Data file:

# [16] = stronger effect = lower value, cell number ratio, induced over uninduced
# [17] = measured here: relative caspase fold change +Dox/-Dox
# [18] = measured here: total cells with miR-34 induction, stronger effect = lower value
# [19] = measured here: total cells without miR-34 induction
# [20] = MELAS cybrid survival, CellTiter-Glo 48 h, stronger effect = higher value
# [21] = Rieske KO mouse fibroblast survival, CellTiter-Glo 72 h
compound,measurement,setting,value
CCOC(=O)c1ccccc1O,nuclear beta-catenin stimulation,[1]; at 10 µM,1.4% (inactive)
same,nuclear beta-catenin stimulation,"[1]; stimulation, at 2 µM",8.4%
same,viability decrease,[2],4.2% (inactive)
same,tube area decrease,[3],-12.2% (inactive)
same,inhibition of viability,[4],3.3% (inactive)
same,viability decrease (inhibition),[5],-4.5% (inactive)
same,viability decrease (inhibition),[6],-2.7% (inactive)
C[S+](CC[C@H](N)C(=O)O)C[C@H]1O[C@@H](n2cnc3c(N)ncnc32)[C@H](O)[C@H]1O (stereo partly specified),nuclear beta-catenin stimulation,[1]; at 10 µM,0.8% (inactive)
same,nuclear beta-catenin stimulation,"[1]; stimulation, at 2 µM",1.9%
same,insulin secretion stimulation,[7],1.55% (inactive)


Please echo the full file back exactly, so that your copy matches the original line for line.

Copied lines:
# [16] = stronger effect = lower value, cell number ratio, induced over uninduced
# [17] = measured here: relative caspase fold change +Dox/-Dox
# [18] = measured here: total cells with miR-34 induction, stronger effect = lower value
# [19] = measured here: total cells without miR-34 induction
# [20] = MELAS cybrid survival, CellTiter-Glo 48 h, stronger effect = higher value
# [21] = Rieske KO mouse fibroblast survival, CellTiter-Glo 72 h
compound,measurement,setting,value
CCOC(=O)c1ccccc1O,nuclear beta-catenin stimulation,[1]; at 10 µM,1.4% (inactive)
same,nuclear beta-catenin stimulation,"[1]; stimulation, at 2 µM",8.4%
same,viability decrease,[2],4.2% (inactive)
same,tube area decrease,[3],-12.2% (inactive)
same,inhibition of viability,[4],3.3% (inactive)
same,viability decrease (inhibition),[5],-4.5% (inactive)
same,viability decrease (inhibition),[6],-2.7% (inactive)
C[S+](CC[C@H](N)C(=O)O)C[C@H]1O[C@@H](n2cnc3c(N)ncnc32)[C@H](O)[C@H]1O (stereo partly specified),nuclear beta-catenin stimulation,[1]; at 10 µM,0.8% (inactive)
same,nuclear beta-catenin stimulation,"[1]; stimulation, at 2 µM",1.9%
same,insulin secretion stimulation,[7],1.55% (inactive)